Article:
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Rules of the Road

John Boyle O'Reilly 1844 (Dowth) – 1890 (Boston)

WHAT man would be wise, let him drink of the river
That bears on its bosom the record of time
A message to him every wave can deliver
To teach him to creep till he knows how to climb
Who heeds not experience, trust him not; tell him
The scope of one mind can but trifles achieve:
The weakest who draws from the mine will excel him
The wealth of mankind is the wisdom they leave.

For peace do not hope—to be just you must break it
Still work for the minute and not for the year;
When honor comes to you, be ready to take it;
But reach not to seize it before it is near.
Be silent and safe—silence never betrays you;
Be true to your word and your work and your friend;
Put least trust in him who is foremost to praise you,
Nor judge of a road till it draw to the end.

Stand erect in the vale, nor exult on the mountain;
Take gifts with a sigh—most men give to be paid;
'I had' is a heartache, 'I have' is a fountain,—
You're worth what you saved, not the million you made.
Trust toil not intent, or your plans will miscarry;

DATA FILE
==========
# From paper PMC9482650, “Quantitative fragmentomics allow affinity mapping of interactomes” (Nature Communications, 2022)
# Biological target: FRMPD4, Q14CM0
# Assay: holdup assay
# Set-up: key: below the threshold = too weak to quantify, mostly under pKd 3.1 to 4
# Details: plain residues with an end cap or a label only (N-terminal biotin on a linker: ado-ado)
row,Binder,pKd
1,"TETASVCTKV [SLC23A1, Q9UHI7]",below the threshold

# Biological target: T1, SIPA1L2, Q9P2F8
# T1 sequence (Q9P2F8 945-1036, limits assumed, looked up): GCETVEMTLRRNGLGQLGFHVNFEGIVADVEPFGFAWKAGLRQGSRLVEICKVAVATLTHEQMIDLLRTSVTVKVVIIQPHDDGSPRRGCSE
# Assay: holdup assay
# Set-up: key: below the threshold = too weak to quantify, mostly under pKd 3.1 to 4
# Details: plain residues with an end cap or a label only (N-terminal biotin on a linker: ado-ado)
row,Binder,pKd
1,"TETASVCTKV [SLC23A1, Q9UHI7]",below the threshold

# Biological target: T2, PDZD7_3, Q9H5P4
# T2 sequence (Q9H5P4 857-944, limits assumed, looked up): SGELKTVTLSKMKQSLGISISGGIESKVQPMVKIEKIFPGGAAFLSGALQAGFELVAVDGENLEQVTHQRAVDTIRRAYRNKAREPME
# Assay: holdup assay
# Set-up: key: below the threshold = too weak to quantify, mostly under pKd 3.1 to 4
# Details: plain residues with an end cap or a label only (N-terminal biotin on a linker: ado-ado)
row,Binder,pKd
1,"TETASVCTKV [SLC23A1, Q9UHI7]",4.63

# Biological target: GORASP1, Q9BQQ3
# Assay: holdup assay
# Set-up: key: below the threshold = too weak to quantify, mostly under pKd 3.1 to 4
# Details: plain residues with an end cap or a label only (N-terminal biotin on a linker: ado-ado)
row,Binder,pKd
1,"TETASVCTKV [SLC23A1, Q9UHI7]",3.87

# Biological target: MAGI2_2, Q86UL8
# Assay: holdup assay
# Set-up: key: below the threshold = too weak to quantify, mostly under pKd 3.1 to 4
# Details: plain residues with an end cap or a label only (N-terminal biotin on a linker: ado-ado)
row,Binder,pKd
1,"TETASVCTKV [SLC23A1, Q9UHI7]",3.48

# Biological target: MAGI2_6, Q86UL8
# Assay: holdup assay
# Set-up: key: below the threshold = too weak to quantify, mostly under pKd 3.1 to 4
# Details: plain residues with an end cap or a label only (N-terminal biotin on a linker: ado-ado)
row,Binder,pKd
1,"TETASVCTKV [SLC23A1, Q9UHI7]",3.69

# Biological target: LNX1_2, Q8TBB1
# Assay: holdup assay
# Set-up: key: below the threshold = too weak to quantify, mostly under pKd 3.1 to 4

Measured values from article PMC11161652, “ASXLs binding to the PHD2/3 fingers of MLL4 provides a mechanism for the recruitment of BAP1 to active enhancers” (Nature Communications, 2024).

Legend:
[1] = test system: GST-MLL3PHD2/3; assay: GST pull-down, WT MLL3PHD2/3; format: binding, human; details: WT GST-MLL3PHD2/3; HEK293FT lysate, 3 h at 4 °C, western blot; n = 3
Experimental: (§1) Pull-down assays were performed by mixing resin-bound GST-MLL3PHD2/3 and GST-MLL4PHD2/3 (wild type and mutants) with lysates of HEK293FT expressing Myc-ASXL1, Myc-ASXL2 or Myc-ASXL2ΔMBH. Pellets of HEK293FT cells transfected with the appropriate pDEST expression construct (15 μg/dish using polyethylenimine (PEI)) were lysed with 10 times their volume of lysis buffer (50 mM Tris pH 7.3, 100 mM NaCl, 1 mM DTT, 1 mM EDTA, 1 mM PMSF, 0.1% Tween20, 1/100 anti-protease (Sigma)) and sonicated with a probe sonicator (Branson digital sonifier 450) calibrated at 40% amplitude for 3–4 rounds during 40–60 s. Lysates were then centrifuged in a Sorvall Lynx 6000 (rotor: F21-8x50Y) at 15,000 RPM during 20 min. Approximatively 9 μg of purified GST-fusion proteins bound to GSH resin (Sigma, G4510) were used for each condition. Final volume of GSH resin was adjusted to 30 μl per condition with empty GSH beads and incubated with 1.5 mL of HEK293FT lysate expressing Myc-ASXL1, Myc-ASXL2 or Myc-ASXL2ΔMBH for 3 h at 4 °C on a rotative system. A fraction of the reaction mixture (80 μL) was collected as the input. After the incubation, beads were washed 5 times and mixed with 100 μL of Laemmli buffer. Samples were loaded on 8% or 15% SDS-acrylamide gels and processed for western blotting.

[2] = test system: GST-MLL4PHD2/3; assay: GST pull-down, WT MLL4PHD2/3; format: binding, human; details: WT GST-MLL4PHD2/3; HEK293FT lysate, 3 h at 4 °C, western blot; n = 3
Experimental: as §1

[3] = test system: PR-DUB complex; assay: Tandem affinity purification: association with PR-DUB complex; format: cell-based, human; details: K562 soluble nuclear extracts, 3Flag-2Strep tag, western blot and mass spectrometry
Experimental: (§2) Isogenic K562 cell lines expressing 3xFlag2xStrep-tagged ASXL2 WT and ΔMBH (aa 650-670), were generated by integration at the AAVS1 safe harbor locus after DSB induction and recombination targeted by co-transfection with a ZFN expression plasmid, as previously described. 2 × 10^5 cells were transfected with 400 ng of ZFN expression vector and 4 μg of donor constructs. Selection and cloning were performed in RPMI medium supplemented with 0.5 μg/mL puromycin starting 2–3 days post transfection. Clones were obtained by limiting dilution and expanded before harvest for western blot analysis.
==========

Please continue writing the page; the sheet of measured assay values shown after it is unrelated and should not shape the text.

Your wife keep a sweetheart, instead of a tease;
Rule children by reason, not rod; and, mind, marry
Your girl when you can—and your boy when you please.

Steer straight as the wind will allow; but be ready
To veer just a point to let travelers pass:
Each sees his own star—a stiff course is too steady
When this one to Meeting goes, that one to Mass.
Our stream's not so wide but two arches may span it—
Good neighbor and citizen; these for a code,
And this truth in sight,—every man on the planet
Has just as much right as yourself to the road.

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Submitted on May 13, 2011

1:35 min read

John Boyle O'Reilly

John Boyle O'Reilly was an Irish-born poet, journalist and fiction writer. more…

All John Boyle O'Reilly poems | John Boyle O'Reilly Books

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